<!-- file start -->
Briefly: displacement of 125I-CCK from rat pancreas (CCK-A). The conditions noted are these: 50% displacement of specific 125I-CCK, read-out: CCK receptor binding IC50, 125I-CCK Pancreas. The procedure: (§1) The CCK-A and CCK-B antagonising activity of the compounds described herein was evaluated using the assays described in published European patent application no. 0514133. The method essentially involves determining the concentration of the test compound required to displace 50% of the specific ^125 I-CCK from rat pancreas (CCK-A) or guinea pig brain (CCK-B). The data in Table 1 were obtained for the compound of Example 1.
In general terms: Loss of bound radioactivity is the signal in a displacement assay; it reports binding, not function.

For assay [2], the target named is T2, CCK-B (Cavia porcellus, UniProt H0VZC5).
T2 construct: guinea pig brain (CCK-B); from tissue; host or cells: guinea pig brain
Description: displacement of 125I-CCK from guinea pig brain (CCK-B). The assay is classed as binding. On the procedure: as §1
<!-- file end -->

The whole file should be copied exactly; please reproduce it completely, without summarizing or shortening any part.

Briefly: displacement of 125I-CCK from rat pancreas (CCK-A). The conditions noted are these: 50% displacement of specific 125I-CCK, read-out: CCK receptor binding IC50, 125I-CCK Pancreas. The procedure: (§1) The CCK-A and CCK-B antagonising activity of the compounds described herein was evaluated using the assays described in published European patent application no. 0514133. The method essentially involves determining the concentration of the test compound required to displace 50% of the specific ^125 I-CCK from rat pancreas (CCK-A) or guinea pig brain (CCK-B). The data in Table 1 were obtained for the compound of Example 1.
In general terms: Loss of bound radioactivity is the signal in a displacement assay; it reports binding, not function.

For assay [2], the target named is T2, CCK-B (Cavia porcellus, UniProt H0VZC5).
T2 construct: guinea pig brain (CCK-B); from tissue; host or cells: guinea pig brain
Description: displacement of 125I-CCK from guinea pig brain (CCK-B). The assay is classed as binding. On the procedure: as §1